Whatever the fix is, it will likely be some combination of the new hardware, software, regulation, and compromise. Because as bad as this is, that’s just Volkswagen and just what is known. It’s possible, or even likely, that other carmakers will be shown to have behaved similarly (Opel, Renault, and even the Kia Soul electric vehicle are already implicated in emission trickery), or that tests in various markets are found to be erroneous, not by a few percentage points but allowing emissions many, many times greater than what was expected and explained by regulators and the public. But in the end, carmakers and regulators are sure to arrive at some compromise between economic, human health (NOx) and environmental (CO2) priorities. In fact, a proposal by the European Commission would allow new cars to “permanently exceed” EU emissions limits by up to 50%. Future linguists will have to decipher the difference between raising a limit and allowing it to be permanently exceeded; in the meantime, there’s a long road ahead before we get to cleaner transportation.

After the Fall: Volkswagen’s Diesel Scandal and Its Future Impacts

Volkswagen (VW), the world’s best-selling automotive OEM, has been caught in a vehicle emissions scandal of unprecedented proportions. At least 11 million diesel-powered VW cars worldwide use a specially-coded piece of software to purposefully cheat during emissions testing. The result is that VW’s diesel cars appear sufficiently clean to government regulators – enough to be eligible for sale – but when consumers drive their cars in the real world, the vehicles’ software switches the engines’ behavior: In consumer hands, these VW diesel engines switch into a mode where they perform better (more power and more fuel efficient), but pollute up to 35 times more than during official testing.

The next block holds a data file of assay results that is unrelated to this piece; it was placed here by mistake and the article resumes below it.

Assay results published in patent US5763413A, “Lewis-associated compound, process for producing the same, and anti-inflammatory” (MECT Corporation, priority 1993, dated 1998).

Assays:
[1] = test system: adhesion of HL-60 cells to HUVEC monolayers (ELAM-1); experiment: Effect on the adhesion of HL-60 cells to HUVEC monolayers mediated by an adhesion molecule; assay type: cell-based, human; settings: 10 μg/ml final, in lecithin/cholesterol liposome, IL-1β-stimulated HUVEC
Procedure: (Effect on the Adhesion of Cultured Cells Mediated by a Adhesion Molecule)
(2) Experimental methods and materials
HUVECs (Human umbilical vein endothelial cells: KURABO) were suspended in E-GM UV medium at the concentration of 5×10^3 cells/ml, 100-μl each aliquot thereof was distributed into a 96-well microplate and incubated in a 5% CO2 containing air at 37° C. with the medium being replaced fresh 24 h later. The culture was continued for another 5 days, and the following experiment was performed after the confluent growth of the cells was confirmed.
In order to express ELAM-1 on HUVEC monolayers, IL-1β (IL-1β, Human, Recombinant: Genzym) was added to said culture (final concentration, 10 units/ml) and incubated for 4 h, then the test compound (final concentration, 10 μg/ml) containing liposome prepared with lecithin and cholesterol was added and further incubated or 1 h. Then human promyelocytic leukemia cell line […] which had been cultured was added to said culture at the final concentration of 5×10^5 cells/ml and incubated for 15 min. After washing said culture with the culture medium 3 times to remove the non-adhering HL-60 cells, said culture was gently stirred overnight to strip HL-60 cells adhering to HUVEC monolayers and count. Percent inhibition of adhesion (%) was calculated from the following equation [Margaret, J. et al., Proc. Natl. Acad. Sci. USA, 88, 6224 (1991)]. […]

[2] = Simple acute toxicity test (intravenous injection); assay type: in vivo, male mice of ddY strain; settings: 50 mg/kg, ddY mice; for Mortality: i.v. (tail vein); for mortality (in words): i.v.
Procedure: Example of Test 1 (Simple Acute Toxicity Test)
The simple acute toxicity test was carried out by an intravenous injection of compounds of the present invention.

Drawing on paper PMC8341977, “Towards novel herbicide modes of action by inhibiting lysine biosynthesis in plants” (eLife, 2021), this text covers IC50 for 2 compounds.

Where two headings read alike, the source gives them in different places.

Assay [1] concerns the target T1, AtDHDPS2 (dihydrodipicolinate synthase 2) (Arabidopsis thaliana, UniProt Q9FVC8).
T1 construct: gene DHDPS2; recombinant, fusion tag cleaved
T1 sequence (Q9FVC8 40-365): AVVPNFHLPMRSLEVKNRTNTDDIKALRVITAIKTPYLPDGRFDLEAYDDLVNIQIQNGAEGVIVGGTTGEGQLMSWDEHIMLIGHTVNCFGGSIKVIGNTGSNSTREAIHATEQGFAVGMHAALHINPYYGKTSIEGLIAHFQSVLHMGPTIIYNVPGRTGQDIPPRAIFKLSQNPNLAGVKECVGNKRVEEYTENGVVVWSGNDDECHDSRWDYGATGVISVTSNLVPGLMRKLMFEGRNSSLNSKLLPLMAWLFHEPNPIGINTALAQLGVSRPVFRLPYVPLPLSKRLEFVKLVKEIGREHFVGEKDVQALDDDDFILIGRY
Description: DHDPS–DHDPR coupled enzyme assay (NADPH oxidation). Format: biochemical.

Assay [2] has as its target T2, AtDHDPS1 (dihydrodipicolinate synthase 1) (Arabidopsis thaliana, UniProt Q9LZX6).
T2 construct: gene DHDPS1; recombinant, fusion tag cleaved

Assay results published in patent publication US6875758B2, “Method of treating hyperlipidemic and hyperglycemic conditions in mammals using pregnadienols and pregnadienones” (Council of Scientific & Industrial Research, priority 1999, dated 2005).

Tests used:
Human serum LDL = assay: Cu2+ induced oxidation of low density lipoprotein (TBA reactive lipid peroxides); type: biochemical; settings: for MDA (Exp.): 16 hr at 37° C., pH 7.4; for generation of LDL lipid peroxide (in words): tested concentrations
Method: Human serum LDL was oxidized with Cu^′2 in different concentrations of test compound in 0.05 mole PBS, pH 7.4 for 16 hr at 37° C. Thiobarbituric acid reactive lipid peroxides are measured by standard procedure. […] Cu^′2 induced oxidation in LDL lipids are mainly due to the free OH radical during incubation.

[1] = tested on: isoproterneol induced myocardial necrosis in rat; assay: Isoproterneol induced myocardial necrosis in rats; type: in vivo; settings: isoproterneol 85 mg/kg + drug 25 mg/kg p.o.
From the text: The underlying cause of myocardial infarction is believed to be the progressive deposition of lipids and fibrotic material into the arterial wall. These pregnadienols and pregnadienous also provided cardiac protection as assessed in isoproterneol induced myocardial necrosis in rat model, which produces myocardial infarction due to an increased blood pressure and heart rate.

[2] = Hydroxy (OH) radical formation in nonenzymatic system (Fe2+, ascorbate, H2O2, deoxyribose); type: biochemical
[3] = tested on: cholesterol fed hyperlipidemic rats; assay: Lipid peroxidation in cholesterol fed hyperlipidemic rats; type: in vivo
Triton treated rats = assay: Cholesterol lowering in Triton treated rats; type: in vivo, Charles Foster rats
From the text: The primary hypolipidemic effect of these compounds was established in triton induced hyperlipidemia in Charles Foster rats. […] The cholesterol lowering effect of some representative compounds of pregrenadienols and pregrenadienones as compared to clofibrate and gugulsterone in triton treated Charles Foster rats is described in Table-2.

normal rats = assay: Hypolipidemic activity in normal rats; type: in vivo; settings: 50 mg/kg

The initial fallout for VW has been swift and brutal: Its stock plummeted 23% in value, its lowest in three years, wiping out almost $20 billion worth of market capitalization. It faces a revenue decline too, as the OEM has told dealers to stop selling new diesels. Consumers are starting to file class-action lawsuits, as their VWs will have lower resale values. Next will come the fines: In the U.S., it will face fines of up to $37,500 per vehicle from the Environmental Protection Agency (EPA), totaling $18 billion in the worst case. The final amounts may not be as high, but nonetheless VW is preparing for some high losses, setting aside $7.2 billion already to start handling the fallout. Besides the U.S. Environmental Protection Agency (EPA), VW faces other challenges too: South Korea has already announced it will investigate VW’s vehicles, as will Germany. Even the U.S. tax agency is looking into VW’s cheating, because the OEM benefited from $52 million in tax credits for its “clean diesels” that have now turned out to be dirty.

VW is not the first OEM to court disaster.  Other high-profile fiascoes include General Motors’ faulty ignition key, Firestone’s tread separation on Ford Explorers, and Takata’s exploding airbags. All are bad in their own way, and these OEMs survived, just like VW will. The other fiascoes involved an inadvertent flaw in the design or manufacturing, which dishonest and incompetent managers later tried to cover up. The VW case is different: It appears that the OEM purposefully engineered the cheat into its cars from day one.

The audacity and sophistication of VW’s cheating software is stunning. Its engineers apparently programmed the cars to detect when a regulator like the U.S. EPA tested vehicles – doable because testing uses a stationary dynamometer, where some of the vehicle’s wheels spin, but others do not. For example, on a VW Jetta, the front wheels spin on a dynamometer because it is a front-wheel-drive car, but its rear wheels are stationary. In real-world driving all four wheels spin. VW engineers appear to have used sensors to distinguish between these two modes, programming the engine to behave in different ways depending on whether the car was being tested by the government or being driven in the real world by consumers. This cheat worked for years, until an independent study carried out by West Virginia University actually tested VW’s diesel emissions in the real world. It is flabbergasting that VW thought they wouldn’t be caught – the U.S. EPA had already fined diesel cheaters $1 billion in 1998, for deceptively programming their engines as well.